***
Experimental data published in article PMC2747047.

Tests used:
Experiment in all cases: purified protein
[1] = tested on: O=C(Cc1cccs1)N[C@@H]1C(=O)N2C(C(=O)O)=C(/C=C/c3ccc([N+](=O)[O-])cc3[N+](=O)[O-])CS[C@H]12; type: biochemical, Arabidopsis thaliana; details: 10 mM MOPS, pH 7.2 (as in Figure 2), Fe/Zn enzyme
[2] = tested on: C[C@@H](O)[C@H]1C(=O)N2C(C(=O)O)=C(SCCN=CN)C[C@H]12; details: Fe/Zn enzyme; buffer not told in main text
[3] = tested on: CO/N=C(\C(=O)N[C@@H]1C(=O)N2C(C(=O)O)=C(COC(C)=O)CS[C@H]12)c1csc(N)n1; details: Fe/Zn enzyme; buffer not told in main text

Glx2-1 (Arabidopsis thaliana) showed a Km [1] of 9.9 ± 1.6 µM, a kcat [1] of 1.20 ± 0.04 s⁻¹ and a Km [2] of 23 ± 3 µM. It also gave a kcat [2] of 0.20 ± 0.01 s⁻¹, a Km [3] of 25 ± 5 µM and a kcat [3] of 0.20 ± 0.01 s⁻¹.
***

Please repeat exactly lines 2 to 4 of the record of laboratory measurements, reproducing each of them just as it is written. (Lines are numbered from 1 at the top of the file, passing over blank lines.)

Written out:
Tests used:
Experiment in all cases: purified protein
[1] = tested on: O=C(Cc1cccs1)N[C@@H]1C(=O)N2C(C(=O)O)=C(/C=C/c3ccc([N+](=O)[O-])cc3[N+](=O)[O-])CS[C@H]12; type: biochemical, Arabidopsis thaliana; details: 10 mM MOPS, pH 7.2 (as in Figure 2), Fe/Zn enzyme